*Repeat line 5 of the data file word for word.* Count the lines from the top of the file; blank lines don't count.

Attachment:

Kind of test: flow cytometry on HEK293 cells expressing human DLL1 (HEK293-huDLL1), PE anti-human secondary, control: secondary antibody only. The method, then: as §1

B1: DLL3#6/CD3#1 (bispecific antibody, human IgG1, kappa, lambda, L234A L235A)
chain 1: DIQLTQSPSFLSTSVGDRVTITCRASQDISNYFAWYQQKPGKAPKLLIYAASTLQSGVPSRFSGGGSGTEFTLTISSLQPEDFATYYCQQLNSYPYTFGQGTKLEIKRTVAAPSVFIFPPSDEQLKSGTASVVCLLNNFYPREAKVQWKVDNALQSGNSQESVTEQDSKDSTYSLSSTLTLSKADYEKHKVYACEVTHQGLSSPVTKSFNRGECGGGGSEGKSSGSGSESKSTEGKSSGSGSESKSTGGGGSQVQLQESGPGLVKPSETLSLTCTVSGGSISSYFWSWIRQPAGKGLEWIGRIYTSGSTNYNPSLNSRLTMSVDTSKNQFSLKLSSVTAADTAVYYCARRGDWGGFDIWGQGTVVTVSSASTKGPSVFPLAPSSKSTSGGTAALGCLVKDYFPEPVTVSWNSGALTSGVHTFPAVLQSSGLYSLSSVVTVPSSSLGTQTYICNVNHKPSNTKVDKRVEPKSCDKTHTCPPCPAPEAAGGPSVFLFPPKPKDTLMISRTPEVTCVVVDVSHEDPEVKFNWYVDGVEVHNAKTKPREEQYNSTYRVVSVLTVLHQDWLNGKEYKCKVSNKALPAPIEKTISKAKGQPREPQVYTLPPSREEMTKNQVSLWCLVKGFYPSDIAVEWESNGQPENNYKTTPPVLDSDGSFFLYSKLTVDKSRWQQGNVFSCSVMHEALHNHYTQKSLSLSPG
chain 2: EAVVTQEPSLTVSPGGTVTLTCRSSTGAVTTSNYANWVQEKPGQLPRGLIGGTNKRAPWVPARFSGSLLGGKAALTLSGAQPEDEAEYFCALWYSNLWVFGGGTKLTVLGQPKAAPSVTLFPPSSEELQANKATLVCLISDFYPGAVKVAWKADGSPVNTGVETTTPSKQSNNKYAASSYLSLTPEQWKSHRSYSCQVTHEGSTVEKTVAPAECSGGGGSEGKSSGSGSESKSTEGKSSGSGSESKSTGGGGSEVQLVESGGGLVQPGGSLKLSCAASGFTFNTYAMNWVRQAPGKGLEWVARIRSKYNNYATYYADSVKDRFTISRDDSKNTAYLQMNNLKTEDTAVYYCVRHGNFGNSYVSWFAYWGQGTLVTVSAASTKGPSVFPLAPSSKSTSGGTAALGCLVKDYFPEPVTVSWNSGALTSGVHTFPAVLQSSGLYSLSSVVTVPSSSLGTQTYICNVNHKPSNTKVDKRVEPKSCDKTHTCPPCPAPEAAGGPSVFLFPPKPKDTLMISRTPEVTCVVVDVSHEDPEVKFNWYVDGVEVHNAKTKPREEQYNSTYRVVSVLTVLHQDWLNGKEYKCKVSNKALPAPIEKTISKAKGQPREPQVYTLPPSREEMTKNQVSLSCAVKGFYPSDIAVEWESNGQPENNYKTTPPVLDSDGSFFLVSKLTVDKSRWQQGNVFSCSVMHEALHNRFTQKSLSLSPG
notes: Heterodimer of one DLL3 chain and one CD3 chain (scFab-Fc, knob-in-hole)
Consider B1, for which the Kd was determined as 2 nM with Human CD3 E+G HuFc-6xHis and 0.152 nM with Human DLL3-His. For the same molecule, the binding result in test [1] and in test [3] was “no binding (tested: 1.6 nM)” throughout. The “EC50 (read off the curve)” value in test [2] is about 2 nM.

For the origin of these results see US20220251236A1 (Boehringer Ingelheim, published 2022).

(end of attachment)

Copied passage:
notes: Heterodimer of one DLL3 chain and one CD3 chain (scFab-Fc, knob-in-hole)